American Marketer


Social media marketing means talking with consumers, not at them: study

January 21, 2011

Social media is important for luxury brands


An Alterian study, which found that less than one-third of companies have a strong understanding of social media conversations happening around their brand, has some very important implications for luxury marketers.

The problem lies in the disconnects in the data between how engaged marketers said they actually were with the social media conversations happening around their brand versus how at risk they claimed they are.

“For example, the relatively low percentage who state they are analyzing their data, personalizing their Web sites and emails yet the majority feel their brands are only somewhat or not at all at risk,” said Donnell Wright, director of global research and insights a well as sales support at Alterian, Chicago.

“It’s surprising that so many marketers don’t seem to realize that their customers are both evaluating the quality of their relationships through the filter of all the relationships they have with brands but are also participating in raising the bar as to their expectations about the quality of their interactions based on all the interactions they have online and through their utilization of social media,” she said.

“In addition, the apparent lack of planning and control that marketers appear to have based on their limited use of metrics was another key finding.”

Alterian’s 8th annual survey polled nearly 1,500 marketers, agencies, marketing service providers and systems integrators from across the globe. This year’s topic, “How Engaged is Your Brand?” examined marketing expenditure, social media measurement and the level of personalization across digital channels.

Key findings

Seven in 10 respondents indicated they have very little to no understanding (31 percent) or use a few ad-hoc tools to track and measure social media conversations (39 percent).

Almost 80 percent are concerned their brand is at risk from not being as engaged with customers, or failing to have a good grasp of how online conversations are impacting their brand.

The majority said they recognize the problem areas and are taking actions to fix them, such as dedicating a larger portion of the marketing budget toward the social and digital space.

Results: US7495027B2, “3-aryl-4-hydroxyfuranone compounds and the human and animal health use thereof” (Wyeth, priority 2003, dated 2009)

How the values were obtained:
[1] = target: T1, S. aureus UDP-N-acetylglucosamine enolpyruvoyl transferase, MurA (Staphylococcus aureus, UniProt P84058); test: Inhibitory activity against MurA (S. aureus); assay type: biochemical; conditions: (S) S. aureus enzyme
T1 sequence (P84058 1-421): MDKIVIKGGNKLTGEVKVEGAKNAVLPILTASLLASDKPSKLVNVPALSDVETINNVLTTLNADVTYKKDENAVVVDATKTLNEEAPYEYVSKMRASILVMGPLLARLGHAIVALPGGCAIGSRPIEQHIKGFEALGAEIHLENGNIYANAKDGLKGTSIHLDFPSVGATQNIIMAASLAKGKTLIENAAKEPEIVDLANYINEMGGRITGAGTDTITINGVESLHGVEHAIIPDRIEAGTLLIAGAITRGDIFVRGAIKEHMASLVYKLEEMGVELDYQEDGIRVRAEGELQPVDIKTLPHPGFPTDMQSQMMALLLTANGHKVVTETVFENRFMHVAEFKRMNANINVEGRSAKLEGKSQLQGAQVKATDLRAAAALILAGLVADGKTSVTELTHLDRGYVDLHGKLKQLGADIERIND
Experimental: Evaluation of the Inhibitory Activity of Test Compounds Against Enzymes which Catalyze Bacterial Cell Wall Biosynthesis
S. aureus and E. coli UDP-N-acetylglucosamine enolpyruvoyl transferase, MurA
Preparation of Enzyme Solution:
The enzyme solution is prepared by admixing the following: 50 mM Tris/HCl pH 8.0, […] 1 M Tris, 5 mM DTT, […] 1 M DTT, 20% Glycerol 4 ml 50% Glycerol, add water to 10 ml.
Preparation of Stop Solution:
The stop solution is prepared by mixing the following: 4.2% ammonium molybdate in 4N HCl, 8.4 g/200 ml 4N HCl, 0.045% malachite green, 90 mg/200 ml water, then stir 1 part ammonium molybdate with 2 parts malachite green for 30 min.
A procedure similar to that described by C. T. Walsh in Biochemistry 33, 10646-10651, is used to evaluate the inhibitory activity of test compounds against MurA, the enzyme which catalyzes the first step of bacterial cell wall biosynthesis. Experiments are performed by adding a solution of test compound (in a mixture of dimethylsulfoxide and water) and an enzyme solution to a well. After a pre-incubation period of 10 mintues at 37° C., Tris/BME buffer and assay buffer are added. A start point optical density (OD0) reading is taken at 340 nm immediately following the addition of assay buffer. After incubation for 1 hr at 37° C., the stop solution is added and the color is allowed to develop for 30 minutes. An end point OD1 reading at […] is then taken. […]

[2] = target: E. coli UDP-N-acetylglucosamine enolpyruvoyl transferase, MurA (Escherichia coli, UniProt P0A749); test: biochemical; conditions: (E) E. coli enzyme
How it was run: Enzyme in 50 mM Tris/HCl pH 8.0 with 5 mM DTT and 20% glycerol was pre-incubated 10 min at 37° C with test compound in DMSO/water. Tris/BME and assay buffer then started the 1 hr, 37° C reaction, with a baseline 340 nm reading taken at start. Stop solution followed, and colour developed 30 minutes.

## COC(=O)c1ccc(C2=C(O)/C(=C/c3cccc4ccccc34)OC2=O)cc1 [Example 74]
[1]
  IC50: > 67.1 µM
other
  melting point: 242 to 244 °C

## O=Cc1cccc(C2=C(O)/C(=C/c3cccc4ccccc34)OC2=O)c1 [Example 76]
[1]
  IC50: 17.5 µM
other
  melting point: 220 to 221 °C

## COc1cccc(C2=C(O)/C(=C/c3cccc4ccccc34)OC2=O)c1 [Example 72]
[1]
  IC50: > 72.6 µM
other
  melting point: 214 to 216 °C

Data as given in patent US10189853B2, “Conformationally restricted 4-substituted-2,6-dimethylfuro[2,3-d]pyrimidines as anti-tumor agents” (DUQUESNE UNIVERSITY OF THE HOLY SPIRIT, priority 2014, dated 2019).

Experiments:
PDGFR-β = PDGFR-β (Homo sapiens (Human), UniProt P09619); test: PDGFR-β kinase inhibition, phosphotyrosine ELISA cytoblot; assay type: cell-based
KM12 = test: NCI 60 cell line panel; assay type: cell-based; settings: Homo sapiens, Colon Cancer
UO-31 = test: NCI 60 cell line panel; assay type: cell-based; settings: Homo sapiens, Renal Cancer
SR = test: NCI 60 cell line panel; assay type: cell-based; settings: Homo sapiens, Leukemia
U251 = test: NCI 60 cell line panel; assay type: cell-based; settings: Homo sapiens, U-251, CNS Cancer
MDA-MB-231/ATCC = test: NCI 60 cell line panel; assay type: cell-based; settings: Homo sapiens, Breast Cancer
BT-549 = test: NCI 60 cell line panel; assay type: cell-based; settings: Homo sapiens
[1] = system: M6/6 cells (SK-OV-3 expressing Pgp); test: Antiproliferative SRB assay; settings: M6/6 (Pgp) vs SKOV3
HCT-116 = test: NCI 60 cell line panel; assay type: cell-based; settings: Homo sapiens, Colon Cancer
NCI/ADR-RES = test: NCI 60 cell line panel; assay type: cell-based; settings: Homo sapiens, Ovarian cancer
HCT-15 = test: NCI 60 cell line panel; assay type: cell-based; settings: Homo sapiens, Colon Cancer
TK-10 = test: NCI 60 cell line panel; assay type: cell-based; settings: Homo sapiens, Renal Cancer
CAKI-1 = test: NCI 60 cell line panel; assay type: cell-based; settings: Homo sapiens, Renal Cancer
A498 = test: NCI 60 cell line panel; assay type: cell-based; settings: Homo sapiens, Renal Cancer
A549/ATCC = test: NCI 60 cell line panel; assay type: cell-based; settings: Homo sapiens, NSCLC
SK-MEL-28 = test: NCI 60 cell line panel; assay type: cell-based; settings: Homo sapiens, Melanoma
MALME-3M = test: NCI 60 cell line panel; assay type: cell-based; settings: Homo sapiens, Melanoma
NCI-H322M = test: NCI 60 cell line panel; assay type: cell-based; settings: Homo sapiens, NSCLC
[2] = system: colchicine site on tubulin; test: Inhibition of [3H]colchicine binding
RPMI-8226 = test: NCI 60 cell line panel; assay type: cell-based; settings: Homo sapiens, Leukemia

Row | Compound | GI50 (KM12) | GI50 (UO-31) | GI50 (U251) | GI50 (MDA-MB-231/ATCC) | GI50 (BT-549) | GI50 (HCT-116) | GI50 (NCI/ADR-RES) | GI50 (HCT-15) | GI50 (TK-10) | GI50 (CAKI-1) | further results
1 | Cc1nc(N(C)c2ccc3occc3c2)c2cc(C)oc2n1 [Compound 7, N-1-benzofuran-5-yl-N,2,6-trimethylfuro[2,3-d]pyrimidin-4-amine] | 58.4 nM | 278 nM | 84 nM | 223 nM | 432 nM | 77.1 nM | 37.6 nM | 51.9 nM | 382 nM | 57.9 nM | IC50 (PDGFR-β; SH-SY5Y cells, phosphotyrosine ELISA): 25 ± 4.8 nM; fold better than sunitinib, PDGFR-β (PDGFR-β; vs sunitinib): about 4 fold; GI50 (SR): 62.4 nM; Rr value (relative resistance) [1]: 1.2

Still, a large portion of marketers appear to be limited in analytical competency, meaning they have no analytical experience concerning digital media (6 percent), stop at the basic analytical level (29 percent) or struggle to tie analytics back to the campaign strategy (28 percent).


A large portion of marketers focus on creating a customized brand experience for at least one channel – Web site, direct mail, email, social media – with only 9 percent admitting to not personalizing any channel.

One-third use their company Web site as a corporate brochure, while more than half (55 percent) concentrate on offers and campaigns to specifically drive Web site interaction.

What’s surprising is that only a small number of marketers (11 percent) tailor each Web site visitor’s experience.


Alterian’s findings indicate that a mass-marketing strategy is still considered the norm by many. Marketers, both luxury and non-luxury, need to focus on improving their Web site and email engagement strategy through message customization.

Message customization should be based on individual preferences and needs and not on a specific segment.

Apparently, the study’s findings indicate that many marketers understand the importance of personalization in email marketing.

In fact, 43 percent say they use some type of segmentation strategy to deliver specific email messages to each audience, although only a small portion (13 percent) deliver emails based on preferences at the individual customer level.

Brands need to set up a framework for measuring and evaluating your marketing efforts across all channels – not just social media, to determine how to best leverage the social channel as part of a multichannel strategy,” Ms. Wright said.

“Brands have to realize that social media conversations are happening about them regardless of whether or not the brand engages in them,” she said. “Letting these happen without your involvement puts your brand’s health into other people’s hands.

“Social media conversations break a brand when customers feel things are going wrong and create negative campaigns that catch mainstream media attention. Social media conversations make a brand when the channel leveraged as an interactive relationship between the customer and the brand.”


So, what should luxury marketers be doing to manage the social media conversations happening around their brands?

First, luxury markets should take a step back and look at their overall marketing strategy.

“Are you interacting with your customers or are you really just talking at them?” Ms. Wright said. “Figure out how your customers want to engage with you. Talk to them. Look at who else they are talking to and about.

“Use that information to define your utilization of each channel to figure out the highest and best use of each channel for your brand and your customer relationships,” she said. “Then work across all internal departments to develop a cohesive marketing strategy and the key performance metrics that you will use to track and measure your performance.”